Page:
Bangladesh has a large coast line of about 720 km offering a good potential for exploitation of coastal and estuarine water for fishery resources, production of salt, navigation, etc. but the water body of River, estuary and sea is impacted much due to accumulation of wastes from agricultural land, urban areas and industries. ESCAP (1987), DOE (1990), NEMCP/DOE (1988-90) etc. reported on environmental condition of some rivers and water bodies of Bangladesh. Metal concentration on aquatic environment is of serious concern due to the toxicity of metal and their accumulation in aquatic habitats. The natural concentrations of metal lie in an order of magnitude between about 10-5 and 10-8 gm/l. Generally Rivers contain higher concentration of dissolved metals than seawater.
The Chittagong city is expanding and developing with the addition of population, industrial activities, agricultural practices and other infrastructures, as a result a large amount of industrial effluents, municipal wastes and oil and grease are discharged into the Karnaphuli River without any treatment through different drainage systems. These large volumes of organic and inorganic substances change the chemical characteristics of the water body by producing toxic substances and ultimately pollute the Karnaphuli River estuary.
However, information on the distribution of trace metals in the Karnaphuli river water is very limited. The present study has been carried out seasonally to determine the concentrations of Cr, Mn, Zn, Ni, Cu, Pb, Cd and Fe in the water of the Karnaphuli River estuary, Bangladesh.
Materials and Methods
Description of the investigated area: The study was carried out in the Karnaphuli River estuary during the period of July 97, November 97 and March 98, which were considered as the representative of monsoon, post-monsoon and pre-monsoon respectively. The samples were collected from four stations namely Mouth, Naval Base, Sadarghat and Kalurghat.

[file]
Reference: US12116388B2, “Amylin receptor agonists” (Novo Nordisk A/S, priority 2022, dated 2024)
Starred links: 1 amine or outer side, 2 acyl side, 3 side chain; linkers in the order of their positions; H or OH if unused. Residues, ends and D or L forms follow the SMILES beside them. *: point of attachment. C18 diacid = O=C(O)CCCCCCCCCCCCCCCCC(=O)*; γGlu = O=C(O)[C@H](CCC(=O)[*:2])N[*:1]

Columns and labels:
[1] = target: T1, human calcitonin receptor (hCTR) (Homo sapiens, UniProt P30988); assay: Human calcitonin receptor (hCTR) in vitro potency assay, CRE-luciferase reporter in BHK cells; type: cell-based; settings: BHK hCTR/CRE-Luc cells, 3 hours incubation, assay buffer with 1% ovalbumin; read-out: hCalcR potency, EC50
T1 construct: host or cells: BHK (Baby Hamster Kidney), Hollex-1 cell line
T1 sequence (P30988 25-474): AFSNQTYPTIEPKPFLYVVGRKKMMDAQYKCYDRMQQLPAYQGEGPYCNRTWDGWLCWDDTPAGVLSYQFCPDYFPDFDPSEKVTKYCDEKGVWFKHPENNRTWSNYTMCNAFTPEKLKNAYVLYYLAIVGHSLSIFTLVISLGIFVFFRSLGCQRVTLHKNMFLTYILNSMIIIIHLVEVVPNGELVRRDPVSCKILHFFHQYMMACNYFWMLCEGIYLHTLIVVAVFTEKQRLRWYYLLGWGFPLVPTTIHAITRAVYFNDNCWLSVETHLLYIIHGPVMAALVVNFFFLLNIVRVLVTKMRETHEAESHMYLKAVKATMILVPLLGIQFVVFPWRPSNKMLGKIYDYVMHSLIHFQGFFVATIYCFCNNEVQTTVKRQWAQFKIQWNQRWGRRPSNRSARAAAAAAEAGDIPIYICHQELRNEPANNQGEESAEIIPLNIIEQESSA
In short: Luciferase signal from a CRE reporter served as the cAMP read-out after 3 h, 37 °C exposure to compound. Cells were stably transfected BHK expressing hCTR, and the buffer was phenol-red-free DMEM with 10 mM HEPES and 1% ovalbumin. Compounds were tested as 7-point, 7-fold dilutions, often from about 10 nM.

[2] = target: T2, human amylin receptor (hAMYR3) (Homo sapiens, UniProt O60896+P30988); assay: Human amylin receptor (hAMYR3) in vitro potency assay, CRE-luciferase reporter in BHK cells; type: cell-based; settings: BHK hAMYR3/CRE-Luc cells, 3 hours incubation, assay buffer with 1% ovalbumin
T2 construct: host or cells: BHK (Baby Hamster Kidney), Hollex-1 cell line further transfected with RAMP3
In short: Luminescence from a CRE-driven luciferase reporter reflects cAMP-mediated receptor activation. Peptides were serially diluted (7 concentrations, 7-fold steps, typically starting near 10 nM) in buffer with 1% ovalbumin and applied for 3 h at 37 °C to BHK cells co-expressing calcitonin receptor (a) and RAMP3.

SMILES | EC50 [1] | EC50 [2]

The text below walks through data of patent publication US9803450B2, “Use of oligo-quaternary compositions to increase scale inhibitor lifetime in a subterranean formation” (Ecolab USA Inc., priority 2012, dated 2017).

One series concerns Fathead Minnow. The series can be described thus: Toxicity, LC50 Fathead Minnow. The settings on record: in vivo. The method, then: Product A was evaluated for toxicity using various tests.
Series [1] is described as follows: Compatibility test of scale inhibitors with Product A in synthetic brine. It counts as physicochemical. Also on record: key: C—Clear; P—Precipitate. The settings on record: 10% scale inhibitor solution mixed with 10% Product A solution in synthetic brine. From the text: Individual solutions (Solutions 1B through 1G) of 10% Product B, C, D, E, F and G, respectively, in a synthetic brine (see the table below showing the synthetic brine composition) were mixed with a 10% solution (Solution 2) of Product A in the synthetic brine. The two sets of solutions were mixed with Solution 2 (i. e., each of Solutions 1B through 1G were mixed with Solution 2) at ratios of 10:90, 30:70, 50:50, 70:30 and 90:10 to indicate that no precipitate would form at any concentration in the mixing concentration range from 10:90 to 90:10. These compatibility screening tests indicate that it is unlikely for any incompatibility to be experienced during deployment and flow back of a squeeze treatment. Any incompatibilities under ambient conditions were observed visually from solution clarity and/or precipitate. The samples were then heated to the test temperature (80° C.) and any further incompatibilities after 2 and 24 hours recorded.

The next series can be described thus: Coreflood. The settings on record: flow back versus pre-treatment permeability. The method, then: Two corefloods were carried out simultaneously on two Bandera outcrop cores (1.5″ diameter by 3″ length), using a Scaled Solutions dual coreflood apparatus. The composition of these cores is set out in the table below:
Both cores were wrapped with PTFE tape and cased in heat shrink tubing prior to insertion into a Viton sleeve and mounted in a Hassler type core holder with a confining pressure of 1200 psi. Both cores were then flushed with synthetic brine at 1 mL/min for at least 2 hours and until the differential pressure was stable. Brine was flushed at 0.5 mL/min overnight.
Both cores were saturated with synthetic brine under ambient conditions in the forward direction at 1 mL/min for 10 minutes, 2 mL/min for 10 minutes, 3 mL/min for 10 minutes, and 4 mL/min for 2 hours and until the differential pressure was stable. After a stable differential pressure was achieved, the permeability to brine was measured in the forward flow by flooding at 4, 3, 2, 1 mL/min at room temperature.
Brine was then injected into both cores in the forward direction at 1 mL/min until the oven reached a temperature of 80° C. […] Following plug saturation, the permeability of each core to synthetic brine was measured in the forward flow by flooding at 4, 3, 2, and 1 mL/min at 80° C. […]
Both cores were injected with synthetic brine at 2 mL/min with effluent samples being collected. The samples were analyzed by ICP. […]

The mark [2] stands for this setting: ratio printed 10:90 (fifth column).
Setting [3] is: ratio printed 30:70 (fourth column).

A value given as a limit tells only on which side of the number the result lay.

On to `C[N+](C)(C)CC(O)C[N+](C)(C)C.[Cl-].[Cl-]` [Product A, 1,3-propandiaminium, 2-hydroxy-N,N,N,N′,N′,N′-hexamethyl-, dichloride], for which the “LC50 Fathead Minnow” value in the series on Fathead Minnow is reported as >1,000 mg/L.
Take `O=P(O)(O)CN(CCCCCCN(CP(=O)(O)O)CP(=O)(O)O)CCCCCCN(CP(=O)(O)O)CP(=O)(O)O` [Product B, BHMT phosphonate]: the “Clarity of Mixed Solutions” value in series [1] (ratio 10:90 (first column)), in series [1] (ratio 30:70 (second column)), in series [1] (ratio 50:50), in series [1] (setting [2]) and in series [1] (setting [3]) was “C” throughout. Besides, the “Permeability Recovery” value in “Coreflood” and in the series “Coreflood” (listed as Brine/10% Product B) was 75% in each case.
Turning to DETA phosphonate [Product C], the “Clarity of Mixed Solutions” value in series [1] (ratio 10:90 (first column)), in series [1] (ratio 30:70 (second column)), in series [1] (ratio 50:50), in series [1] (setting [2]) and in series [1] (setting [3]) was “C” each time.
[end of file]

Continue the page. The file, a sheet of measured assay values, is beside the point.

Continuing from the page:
Collection of water sample: Sub-surface seawater samples were collected seasonally by using a Rutner sampler of fibreglass made.
Preservation of sample: The water samples were kept in acid-washed glass bottles, acidified immediately after collection with the addition of 2 ml ultra pure HNO3 per liter of seawater (Morley et al., 1993) and then carefully preserved in a refrigerator at 400C for laboratory analysis.
Digestion of samples: Two hundred and fifty ml of well mixed acidified water samples were kept in Pyrex backer and evaporated the samples on water bath (temperature above 100 0 C) placing watch glass on each beaker to about dryness. Five ml concentrated HNO3 was added in each beaker and digested on water bath and filtered by a filter paper (Quantitative Whatman 541) and was made the filtrate to 25 ml with de-ionized water in a 25ml volumetric flask. Blank digestion was carried out for each sample.
Atomic absorption spectrophotometric measurement: The digested samples were analyzed by using air acetylene flame in combination with single element hollow cathode lamps into an atomic absorption spectrophotometer (Hitachi, A-1800). Finally sample was injected by an automatic sampler and the absorbance and concentration data were automatically printed out and displayed.
Results and Discussion
The maximum concentrations (
ml-1) of Cr, Mn, Zn, Ni, Cu, Pb, Cd and Fe were recorded as 0.925
(at station-3), 1.372 (at station-4), 1.186 (at station-3), 0.865 (at station-3),
0.973 (at station-1), 1.195 (at station-3), 0.217 (at station-1) and 42.203
(at station-3) respectively during monsoon (Table 1). The